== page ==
Can we just stop throwing around emotional diagnoses of people?
Homeschool Mom: Now even my teenager has uttered the dreaded, "So-and-so's ex is bipolar."
Just because you can't get along with someone (or have had a poor outcome with them), you don't suddenly have a psychology degree that allows you to pronounce his or her diagnosis.
I understand where the feelings come from. When my husband and I were in a definite pit of arguing and frustration and decided to seek counseling, I was sure that the counselor would confirm my analysis of the situation. (That being: My husband was crackers, and there was a padded cell waiting for him.)
Curiously enough, my husband had a similar intuitive scene playing out in his own counseling fantasies: They would cart me away while the counselor patted him on the back consolingly and said, "I'm surprised you lasted as long as you did, buddy." Fortunately, however, the counselor was a fair and unbiased man who pointed out each of our failings (and charged us lots of money).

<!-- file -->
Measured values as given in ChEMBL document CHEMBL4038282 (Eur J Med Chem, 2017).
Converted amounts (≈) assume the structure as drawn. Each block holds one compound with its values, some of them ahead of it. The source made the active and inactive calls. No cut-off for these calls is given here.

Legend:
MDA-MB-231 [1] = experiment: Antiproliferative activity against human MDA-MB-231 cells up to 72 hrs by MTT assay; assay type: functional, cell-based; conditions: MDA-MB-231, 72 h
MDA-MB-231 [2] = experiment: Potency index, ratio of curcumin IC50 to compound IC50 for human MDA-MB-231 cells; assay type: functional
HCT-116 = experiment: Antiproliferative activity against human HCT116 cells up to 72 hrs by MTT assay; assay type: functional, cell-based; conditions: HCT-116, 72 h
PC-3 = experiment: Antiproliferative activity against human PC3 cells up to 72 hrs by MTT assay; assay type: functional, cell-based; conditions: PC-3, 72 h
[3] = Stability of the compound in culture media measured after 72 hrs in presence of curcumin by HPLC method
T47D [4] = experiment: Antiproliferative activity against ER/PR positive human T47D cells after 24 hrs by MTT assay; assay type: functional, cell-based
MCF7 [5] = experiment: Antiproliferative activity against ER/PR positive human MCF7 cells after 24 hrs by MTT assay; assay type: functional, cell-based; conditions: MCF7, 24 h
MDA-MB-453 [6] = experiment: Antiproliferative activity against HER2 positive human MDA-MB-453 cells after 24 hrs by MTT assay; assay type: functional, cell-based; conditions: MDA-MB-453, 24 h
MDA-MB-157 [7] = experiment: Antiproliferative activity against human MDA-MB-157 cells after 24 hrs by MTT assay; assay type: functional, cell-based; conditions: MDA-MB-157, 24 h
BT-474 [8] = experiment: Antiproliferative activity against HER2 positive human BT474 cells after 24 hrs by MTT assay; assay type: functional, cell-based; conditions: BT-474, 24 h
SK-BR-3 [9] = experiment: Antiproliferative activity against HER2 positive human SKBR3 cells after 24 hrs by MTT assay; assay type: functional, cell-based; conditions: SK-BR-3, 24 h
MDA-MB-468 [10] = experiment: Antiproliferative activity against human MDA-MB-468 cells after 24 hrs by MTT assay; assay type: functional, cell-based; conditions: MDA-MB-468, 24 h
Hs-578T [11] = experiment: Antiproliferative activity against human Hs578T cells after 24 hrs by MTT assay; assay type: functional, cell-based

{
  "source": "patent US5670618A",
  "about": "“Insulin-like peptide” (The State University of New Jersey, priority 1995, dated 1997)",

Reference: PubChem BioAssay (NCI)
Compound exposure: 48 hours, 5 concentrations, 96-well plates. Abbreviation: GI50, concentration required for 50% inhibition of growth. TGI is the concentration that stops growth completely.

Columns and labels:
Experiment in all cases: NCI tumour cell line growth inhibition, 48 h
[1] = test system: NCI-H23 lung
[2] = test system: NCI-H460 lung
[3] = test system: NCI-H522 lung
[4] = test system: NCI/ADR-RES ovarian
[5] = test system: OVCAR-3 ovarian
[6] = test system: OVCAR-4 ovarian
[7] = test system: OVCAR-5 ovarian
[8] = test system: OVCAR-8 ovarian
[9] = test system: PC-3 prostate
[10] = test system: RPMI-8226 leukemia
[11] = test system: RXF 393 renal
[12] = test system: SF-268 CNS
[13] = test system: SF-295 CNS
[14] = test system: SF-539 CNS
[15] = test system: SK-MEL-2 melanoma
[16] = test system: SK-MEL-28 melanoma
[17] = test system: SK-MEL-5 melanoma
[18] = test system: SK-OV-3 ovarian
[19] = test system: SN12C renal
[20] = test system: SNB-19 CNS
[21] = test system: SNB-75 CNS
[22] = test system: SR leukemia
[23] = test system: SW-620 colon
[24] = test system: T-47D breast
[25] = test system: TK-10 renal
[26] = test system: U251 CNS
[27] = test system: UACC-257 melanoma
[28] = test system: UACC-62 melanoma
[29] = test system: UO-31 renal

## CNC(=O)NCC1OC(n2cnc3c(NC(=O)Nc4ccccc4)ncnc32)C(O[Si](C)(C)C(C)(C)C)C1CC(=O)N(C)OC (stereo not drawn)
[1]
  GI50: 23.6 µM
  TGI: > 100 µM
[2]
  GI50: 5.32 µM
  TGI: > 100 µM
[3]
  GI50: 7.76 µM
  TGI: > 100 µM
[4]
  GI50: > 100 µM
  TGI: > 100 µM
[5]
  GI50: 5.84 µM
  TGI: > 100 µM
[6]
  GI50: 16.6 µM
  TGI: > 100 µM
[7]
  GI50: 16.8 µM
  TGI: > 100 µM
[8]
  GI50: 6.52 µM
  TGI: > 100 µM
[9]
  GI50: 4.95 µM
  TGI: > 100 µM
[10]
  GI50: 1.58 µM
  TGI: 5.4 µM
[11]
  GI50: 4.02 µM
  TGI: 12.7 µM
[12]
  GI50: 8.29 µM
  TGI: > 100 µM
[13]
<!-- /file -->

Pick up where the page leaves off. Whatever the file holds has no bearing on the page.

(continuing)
The point is this: It's easy to look at someone you're in direct opposition to and pronounce him or her crazy. But is it true? I remember a good friend whose ex-husband accused her of having "borderline personality disorder" -- which seems to be one step away from "sociopathic maniac." (This from a man who, in years prior, had used nothing but loving and glowing terms to describe this woman and her amazing capabilities as a partner and mother.) Anyway, he was trying to get sole custody of the children and relegate her to supervised visitation. Thankfully, social workers and psychologists stepped in and gave her custody and him visitation on weekends. He is now cordial and even friendly. So: Was she magically cured of her psychosis ... or did he just get over his intense anger?
My own father and mother, while in the throes of anger and divorce, acted like two people who had emotional problems and possibly mental-health issues. My father said later, "Some people bring out the best in us and some bring out the worst. Your mother brought out my worst." Funny as that is, I respect my father for making a statement like that. I try to instill the same perspective into my own son.
People behave poorly when they are hurt and sad. That is just a fact. So I encourage all of us to refrain from armchair psychology while in the midst of relationship difficulties. "Bipolar" shouldn't be an epitaph; it should be a diagnosis from a licensed professional. I intend to teach my son that a girl who isn't right for him isn't a b***h, or bipolar -- or anything other than just a girl HE doesn't bring out the best in.
|Homeschool Mom Pam Heilman is a Calif.-credentialed teacher who once won some body lotion in a raffle at the Y. She is currently residing in Southern Calif. with her husband, Eric, and homeschools their three children.|